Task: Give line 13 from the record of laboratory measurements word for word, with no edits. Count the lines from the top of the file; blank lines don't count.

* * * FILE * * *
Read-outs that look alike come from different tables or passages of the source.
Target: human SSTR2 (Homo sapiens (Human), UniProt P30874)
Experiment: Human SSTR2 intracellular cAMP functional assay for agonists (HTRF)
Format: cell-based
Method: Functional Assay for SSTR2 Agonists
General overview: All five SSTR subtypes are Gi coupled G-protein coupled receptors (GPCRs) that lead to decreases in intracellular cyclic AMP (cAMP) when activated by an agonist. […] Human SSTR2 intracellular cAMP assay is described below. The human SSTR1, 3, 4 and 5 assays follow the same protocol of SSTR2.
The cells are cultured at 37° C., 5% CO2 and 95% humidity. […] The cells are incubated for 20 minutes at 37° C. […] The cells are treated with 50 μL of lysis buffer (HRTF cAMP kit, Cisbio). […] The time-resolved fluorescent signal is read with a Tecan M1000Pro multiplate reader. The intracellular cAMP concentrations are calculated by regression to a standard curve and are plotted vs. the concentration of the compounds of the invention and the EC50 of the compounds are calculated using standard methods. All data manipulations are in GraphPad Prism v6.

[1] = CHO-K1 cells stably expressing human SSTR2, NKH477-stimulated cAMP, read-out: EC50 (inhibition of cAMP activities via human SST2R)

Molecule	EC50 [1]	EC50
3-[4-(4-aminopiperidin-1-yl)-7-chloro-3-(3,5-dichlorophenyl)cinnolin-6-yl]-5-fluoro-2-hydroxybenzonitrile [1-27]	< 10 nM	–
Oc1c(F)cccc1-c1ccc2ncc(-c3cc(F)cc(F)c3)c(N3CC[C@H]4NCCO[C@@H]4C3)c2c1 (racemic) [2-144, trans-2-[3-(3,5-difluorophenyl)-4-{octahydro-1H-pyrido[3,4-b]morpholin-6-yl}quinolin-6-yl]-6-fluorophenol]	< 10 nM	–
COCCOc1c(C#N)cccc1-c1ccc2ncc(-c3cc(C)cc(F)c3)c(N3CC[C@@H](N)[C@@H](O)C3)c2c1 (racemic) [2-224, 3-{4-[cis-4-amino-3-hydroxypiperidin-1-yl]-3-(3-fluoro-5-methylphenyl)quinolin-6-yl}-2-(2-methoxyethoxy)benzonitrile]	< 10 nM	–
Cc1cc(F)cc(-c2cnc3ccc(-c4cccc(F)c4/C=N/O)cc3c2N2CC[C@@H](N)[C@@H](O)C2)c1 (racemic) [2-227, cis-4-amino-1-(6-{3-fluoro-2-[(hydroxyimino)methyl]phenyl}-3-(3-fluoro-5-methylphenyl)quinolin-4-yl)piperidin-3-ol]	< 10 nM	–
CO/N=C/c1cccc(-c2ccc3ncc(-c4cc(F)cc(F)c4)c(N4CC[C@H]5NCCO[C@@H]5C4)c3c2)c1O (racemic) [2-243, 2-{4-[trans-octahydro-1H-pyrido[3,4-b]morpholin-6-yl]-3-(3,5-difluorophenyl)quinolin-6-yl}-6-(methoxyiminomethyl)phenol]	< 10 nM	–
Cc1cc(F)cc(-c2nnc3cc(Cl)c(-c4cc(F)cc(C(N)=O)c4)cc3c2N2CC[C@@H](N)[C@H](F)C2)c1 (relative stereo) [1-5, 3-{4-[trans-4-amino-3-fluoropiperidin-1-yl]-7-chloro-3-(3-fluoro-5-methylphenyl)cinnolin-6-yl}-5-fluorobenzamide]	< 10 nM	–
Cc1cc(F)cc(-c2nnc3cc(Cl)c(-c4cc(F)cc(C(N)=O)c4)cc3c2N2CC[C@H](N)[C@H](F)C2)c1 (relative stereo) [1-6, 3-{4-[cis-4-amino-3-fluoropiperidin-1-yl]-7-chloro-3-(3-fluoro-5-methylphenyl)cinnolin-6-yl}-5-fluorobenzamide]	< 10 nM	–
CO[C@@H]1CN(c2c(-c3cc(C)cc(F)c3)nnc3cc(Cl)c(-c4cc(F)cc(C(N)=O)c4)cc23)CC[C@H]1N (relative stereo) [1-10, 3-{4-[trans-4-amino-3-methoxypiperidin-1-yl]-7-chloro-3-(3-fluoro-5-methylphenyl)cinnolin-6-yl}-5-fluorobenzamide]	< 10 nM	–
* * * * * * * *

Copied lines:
Cc1cc(F)cc(-c2cnc3ccc(-c4cccc(F)c4/C=N/O)cc3c2N2CC[C@@H](N)[C@@H](O)C2)c1 (racemic) [2-227, cis-4-amino-1-(6-{3-fluoro-2-[(hydroxyimino)methyl]phenyl}-3-(3-fluoro-5-methylphenyl)quinolin-4-yl)piperidin-3-ol]	< 10 nM	–